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Candida bloodstream infections in intensive care units: Analysis of the extended prevalence of infection in intensive care unit study*

Kett, Daniel H. MD; Azoulay, Elie MD, PhD; Echeverria, Pablo M. MD; Vincent, Jean-Louis MD, PhD, FCCM

doi: 10.1097/CCM.0b013e318206c1ca
Clinical Investigations

Objectives: To provide a global, up-to-date picture of the prevalence, treatment, and outcomes of Candida bloodstream infections in intensive care unit patients and compare Candida with bacterial bloodstream infection.

Design: A retrospective analysis of the Extended Prevalence of Infection in the ICU Study (EPIC II). Demographic, physiological, infection-related and therapeutic data were collected. Patients were grouped as having Candida, Gram-positive, Gram-negative, and combined Candida/bacterial bloodstream infection. Outcome data were assessed at intensive care unit and hospital discharge.

Setting: EPIC II included 1265 intensive care units in 76 countries.

Patients: Patients in participating intensive care units on study day.

Interventions: None.

Measurement and Main Results: Of the 14,414 patients in EPIC II, 99 patients had Candida bloodstream infections for a prevalence of 6.9 per 1000 patients. Sixty-one patients had candidemia alone and 38 patients had combined bloodstream infections. Candida albicans (n = 70) was the predominant species. Primary therapy included monotherapy with fluconazole (n = 39), caspofungin (n = 16), and a polyene-based product (n = 12). Combination therapy was infrequently used (n = 10). Compared with patients with Gram-positive (n = 420) and Gram-negative (n = 264) bloodstream infections, patients with candidemia were more likely to have solid tumors (p < .05) and appeared to have been in an intensive care unit longer (14 days [range, 5–25 days], 8 days [range, 3–20 days], and 10 days [range, 2–23 days], respectively), but this difference was not statistically significant. Severity of illness and organ dysfunction scores were similar between groups. Patients with Candida bloodstream infections, compared with patients with Gram-positive and Gram-negative bloodstream infections, had the greatest crude intensive care unit mortality rates (42.6%, 25.3%, and 29.1%, respectively) and longer intensive care unit lengths of stay (median [interquartile range]) (33 days [18–44], 20 days [9–43], and 21 days [8–46], respectively); however, these differences were not statistically significant.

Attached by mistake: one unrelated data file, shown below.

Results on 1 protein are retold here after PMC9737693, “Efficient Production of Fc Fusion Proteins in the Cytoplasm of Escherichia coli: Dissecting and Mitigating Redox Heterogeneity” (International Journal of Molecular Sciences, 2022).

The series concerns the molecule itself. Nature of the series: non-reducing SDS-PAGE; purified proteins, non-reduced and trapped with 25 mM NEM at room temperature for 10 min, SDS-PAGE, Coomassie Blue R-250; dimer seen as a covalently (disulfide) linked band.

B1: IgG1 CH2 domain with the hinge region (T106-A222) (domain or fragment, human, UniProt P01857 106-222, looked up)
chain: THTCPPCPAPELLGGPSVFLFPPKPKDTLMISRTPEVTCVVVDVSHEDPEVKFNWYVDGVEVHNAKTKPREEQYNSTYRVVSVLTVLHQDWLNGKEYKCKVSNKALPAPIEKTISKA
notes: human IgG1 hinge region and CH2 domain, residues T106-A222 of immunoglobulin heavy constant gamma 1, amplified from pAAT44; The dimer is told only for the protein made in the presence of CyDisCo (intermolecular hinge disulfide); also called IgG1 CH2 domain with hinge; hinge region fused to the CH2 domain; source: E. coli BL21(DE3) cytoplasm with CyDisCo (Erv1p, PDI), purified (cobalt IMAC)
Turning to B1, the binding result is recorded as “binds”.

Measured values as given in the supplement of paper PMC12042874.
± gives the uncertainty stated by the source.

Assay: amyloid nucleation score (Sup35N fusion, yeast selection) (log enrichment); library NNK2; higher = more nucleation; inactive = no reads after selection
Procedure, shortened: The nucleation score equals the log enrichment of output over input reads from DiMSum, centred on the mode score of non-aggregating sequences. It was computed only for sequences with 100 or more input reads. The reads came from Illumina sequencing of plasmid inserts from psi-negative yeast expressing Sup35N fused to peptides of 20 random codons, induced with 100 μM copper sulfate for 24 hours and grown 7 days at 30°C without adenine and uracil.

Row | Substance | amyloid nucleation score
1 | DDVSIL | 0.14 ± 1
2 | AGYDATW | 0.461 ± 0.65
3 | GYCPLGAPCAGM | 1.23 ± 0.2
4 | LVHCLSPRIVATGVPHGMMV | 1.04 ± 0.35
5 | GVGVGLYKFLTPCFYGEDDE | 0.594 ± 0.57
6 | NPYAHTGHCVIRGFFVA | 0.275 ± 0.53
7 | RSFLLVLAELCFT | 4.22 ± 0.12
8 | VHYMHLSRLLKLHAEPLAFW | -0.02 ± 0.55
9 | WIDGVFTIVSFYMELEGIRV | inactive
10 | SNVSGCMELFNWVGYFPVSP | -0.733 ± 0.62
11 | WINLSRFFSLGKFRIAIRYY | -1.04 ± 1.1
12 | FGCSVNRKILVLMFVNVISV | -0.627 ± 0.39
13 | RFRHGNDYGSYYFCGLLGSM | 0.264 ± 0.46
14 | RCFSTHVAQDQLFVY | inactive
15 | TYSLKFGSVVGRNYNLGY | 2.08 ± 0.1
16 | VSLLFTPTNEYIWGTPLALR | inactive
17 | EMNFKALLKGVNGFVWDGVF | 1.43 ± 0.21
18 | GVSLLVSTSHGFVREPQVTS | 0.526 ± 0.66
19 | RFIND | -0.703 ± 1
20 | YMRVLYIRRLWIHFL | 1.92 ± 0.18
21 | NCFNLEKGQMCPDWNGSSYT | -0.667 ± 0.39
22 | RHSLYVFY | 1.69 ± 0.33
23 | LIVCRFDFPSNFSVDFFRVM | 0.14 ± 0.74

Conclusion: Candidemia remains a significant problem in intensive care units patients. In the EPIC II population, Candida albicans was the most common organism and fluconazole remained the predominant antifungal agent used. Candida bloodstream infections are associated with high intensive care unit and hospital mortality rates and resource use.

From the Department of Medicine (DHK, PME), Division of Pulmonary and Critical Care, The University of Miami Miller School of Medicine and Jackson Memorial Hospital, Miami, FL; Service de Réanimation Médicale (EA), Groupe de Recherche Respiratoire en Réanimation Onco-Hématologique, Groupe de Recherche Famiré a Hôpital Saint-Louis, Université Paris VII, Paris, France; and the Department of Intensive Care (J-LV), Erasme University Hospital, Brussels, Belgium.

Presented in part at the Society of Critical Care Medicine's 39th Critical Care Congress, Miami Beach, FL, January 2010.

Supplementary digital content is available for this article. A list of Extended Prevalence of Infection in the Intensive Care Unit Study (EPIC II) Investigators can be viewed at http://links.lww.com/CCM/A236.

Dr. Kett consulted for Pfizer and Astellas and received honoraria/speaking fees from Pfizer, Astellas, GlaxoSmithKline, and Covidien. Dr. Azoulay consulted for Pfizer and Gilead, and received honoraria/speaking fees and a grant from Pfizer. The remaining authors have not disclosed any potential conflicts of interest.

For information regarding this article, E-mail: dkett@med.miami.edu

© 2011 by the Society of Critical Care Medicine and Lippincott Williams & Wilkins